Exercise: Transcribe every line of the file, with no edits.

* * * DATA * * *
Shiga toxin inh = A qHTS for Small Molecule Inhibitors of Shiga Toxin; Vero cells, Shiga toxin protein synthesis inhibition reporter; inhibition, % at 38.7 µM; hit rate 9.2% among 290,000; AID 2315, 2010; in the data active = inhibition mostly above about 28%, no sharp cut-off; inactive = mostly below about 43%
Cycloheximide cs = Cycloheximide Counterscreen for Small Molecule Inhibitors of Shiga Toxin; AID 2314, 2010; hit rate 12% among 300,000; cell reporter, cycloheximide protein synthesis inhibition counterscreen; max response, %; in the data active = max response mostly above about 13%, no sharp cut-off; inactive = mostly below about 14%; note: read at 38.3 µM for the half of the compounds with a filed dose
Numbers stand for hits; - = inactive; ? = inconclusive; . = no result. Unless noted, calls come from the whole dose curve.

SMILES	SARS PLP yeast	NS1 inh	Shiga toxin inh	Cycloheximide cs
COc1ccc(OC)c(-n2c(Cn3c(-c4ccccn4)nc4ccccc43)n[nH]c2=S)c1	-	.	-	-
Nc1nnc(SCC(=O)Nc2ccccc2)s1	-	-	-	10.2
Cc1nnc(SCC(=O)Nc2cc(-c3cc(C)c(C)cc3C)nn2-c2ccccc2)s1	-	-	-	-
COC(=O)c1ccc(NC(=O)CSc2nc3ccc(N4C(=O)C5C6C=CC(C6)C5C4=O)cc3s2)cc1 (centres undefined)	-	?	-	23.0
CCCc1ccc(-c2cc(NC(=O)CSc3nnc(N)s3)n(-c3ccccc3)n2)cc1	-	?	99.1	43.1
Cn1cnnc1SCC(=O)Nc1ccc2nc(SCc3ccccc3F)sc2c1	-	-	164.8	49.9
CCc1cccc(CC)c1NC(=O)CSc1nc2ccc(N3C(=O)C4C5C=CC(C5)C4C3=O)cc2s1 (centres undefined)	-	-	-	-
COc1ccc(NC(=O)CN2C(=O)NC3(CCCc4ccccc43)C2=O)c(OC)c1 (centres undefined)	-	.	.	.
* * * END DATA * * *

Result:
Shiga toxin inh = A qHTS for Small Molecule Inhibitors of Shiga Toxin; Vero cells, Shiga toxin protein synthesis inhibition reporter; inhibition, % at 38.7 µM; hit rate 9.2% among 290,000; AID 2315, 2010; in the data active = inhibition mostly above about 28%, no sharp cut-off; inactive = mostly below about 43%
Cycloheximide cs = Cycloheximide Counterscreen for Small Molecule Inhibitors of Shiga Toxin; AID 2314, 2010; hit rate 12% among 300,000; cell reporter, cycloheximide protein synthesis inhibition counterscreen; max response, %; in the data active = max response mostly above about 13%, no sharp cut-off; inactive = mostly below about 14%; note: read at 38.3 µM for the half of the compounds with a filed dose
Numbers stand for hits; - = inactive; ? = inconclusive; . = no result. Unless noted, calls come from the whole dose curve.

SMILES	SARS PLP yeast	NS1 inh	Shiga toxin inh	Cycloheximide cs
COc1ccc(OC)c(-n2c(Cn3c(-c4ccccn4)nc4ccccc43)n[nH]c2=S)c1	-	.	-	-
Nc1nnc(SCC(=O)Nc2ccccc2)s1	-	-	-	10.2
Cc1nnc(SCC(=O)Nc2cc(-c3cc(C)c(C)cc3C)nn2-c2ccccc2)s1	-	-	-	-
COC(=O)c1ccc(NC(=O)CSc2nc3ccc(N4C(=O)C5C6C=CC(C6)C5C4=O)cc3s2)cc1 (centres undefined)	-	?	-	23.0
CCCc1ccc(-c2cc(NC(=O)CSc3nnc(N)s3)n(-c3ccccc3)n2)cc1	-	?	99.1	43.1
Cn1cnnc1SCC(=O)Nc1ccc2nc(SCc3ccccc3F)sc2c1	-	-	164.8	49.9
CCc1cccc(CC)c1NC(=O)CSc1nc2ccc(N3C(=O)C4C5C=CC(C5)C4C3=O)cc2s1 (centres undefined)	-	-	-	-
COc1ccc(NC(=O)CN2C(=O)NC3(CCCc4ccccc43)C2=O)c(OC)c1 (centres undefined)	-	.	.	.